Varsha-ji: Thanks for setting this up. Semmu and others, please feel free to step in.
Let us begin with two examples for accompaniment.
1) The first is KVN-MC with the legendary UKS and the piece I have chosen in Telisi rama in poornachandrika in Adi Talam. In some sense, in this simplest of pieces these three great vidwans have given us the entire universe of carnatic music in a capsule.
I would like for us to first notice how UKS marks the kalapramanam with clear and crisp strokes, right at the outset. From the second sangati of the pallavi, he sets up the cadence of the piece. With each sangati he adds embellishments and he finally adds a compatible sollu along with "ri sa ni pa ma ga ma ri sa". You will see how this inspires KVN soon.
Then watch how carefully he keeps time with just a simple chapu (his trademark) instead of a tirmanam before they launch into the anupallavi. And to keep the gait of the piece going UKS alternates between highlighting the elements of the sahityam that fall on the beat of the talam, while also using a generous amount of gumki along with the "dhim ta dhimita ta dhim" to provide the perfect rounding. This is especially important in Tyagaraja's compositions where the syllables fall so perfectly on the beat, to the extent that you don't even have to keep talam with your hands!
Now note the perfect pause before "nijatatva". As he enter the charanam, "rAmAyaNa capalakSula pEru" UKS launches into continuous phrases and attempts a simple nadai variation that adds so much zest to the proceedings.
KVN as though inspired by UKS's accompaniment for the last sangathi, launches into his first kalpanaswaram as "ri sa ni pa ma ga ma ri sa" - Telisi rama! Just 2-3 short round of swarams. I will let you enjoy the rest without my running commentary
Such understated elegance. Beautiful nadham. The gentle accompaniment lifts the piece to great heights. And to top it all off, KVN-UKS make it appear so easy.
2) This is TVS with Trichy Sankaran. A relatively rare combination. Despite being contemporaries, it is not often that you see these two come together. The piece I have chosen is an MMI classic: Sri Mathrubootham.
This misra chapu nadai amaippu is a Pazhani school classic. For the first few sangatis, you will find that TS does not come into the standard misra chapu gait of "dhim tha tha dhim, taka dhim tha tha dhim"; almost leaving the audience longing for it. And when he does, it is absolute magic!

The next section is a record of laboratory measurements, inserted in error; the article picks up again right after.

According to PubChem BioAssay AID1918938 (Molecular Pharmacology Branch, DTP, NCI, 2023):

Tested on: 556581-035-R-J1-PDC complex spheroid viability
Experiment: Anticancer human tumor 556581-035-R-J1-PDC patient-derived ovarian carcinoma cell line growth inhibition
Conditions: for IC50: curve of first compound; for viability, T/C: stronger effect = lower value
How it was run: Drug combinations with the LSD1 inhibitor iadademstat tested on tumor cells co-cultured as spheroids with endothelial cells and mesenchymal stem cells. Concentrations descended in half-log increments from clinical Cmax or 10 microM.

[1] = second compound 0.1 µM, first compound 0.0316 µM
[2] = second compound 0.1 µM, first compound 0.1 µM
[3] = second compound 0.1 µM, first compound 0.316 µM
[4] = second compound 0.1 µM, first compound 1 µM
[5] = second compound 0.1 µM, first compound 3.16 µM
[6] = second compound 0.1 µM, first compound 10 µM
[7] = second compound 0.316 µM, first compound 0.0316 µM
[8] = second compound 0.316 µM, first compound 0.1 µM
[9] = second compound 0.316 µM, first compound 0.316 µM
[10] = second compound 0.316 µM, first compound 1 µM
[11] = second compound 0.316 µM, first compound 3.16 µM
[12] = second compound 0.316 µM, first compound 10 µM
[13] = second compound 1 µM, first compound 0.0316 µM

By this time, TVS is exploring the beauty of the anupallavi: sOma sakhaM nata Suka sanakaM. At this time TS is providing very solid reinforcement with the classic misrachapu pattern. But when TVS starts sOmaM SirO-dhRta sUrya gangaM, listen to how Sankaran launches into his trademark continuous play. Such a gift he has, to be able to produce that pattern on demand with providing variation at high speeds too without what we refer to as "thesal". But note that, he pauses at just the right time to embellish "guruguha" taranga lingam with straight strokes. Imagine the level of knowledge of the composition these mridangists have! The short tirmanam of: dhim takita dhim played three times stops in time for the grand opening of the charanam.
The charanam is a in typical Dikshitar fashion, fairly complex with multiple rhythmic variations. TS sings along till dAsa jana santOsha karaNam. And then the madhyama kalam begins. How beautifully he anticipates the beat and the metric structure and plays perfect on the syllables of sadasivam paramasivam. And then he know that TVS is coming back to do the sangati again. He uses the gumki to great effect, while he waits for the return. Then he pounces.
The swarams follow this. This is such classic MMI, with superb variations on gmpgmrs, with the ri going dheergam on occasion. Sankaran's anticipation is superb on every element of this.
Now, it would be great if you can spare 11 minutes and listen to both the pieces again. But this time close your eyes!
If there is sufficient interest we could now proceed with the following features in our curated listening.
Nadai amaippu, providing variations for sangatis, vallinam-mellinam embellishment and sensitivity to sahityam. And perhaps after this, we can start contrasting styles. Maybe after this we can discuss, how to play for varnams, neravals, rtps etc with suitable examples.
That said, I will pause now, so we can have some discussion of these pieces. I am sure others, esp Semmu will have valuable opinions on this.